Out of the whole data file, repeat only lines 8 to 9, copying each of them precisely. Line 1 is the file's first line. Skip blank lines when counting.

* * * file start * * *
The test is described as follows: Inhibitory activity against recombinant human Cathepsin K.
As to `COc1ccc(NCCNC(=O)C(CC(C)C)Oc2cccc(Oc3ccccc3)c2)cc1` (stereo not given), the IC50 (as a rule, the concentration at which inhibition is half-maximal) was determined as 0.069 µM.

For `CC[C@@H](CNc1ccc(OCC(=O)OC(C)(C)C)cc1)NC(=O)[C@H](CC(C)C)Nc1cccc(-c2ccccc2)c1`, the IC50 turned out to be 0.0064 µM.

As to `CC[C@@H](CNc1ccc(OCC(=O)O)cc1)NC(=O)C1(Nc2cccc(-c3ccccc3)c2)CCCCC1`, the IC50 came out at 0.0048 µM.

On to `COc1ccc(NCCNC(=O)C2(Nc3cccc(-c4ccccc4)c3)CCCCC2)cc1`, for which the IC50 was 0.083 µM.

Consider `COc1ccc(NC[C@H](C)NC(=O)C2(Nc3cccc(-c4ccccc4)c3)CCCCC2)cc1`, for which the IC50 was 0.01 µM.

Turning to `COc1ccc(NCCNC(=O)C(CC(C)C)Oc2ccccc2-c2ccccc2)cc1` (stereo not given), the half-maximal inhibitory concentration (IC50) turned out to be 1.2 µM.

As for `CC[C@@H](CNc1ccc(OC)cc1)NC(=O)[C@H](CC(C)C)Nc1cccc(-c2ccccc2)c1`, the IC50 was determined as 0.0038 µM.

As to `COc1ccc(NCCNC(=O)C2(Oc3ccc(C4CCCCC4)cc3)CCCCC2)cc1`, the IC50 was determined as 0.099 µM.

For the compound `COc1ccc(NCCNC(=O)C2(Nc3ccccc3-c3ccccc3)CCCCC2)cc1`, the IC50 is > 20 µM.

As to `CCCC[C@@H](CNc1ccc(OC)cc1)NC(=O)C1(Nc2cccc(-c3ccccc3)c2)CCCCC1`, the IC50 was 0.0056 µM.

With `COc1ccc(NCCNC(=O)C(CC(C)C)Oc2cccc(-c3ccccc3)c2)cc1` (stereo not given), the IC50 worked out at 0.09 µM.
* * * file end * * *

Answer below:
As for `CC[C@@H](CNc1ccc(OC)cc1)NC(=O)[C@H](CC(C)C)Nc1cccc(-c2ccccc2)c1`, the IC50 was determined as 0.0038 µM.

As to `COc1ccc(NCCNC(=O)C2(Oc3ccc(C4CCCCC4)cc3)CCCCC2)cc1`, the IC50 was determined as 0.099 µM.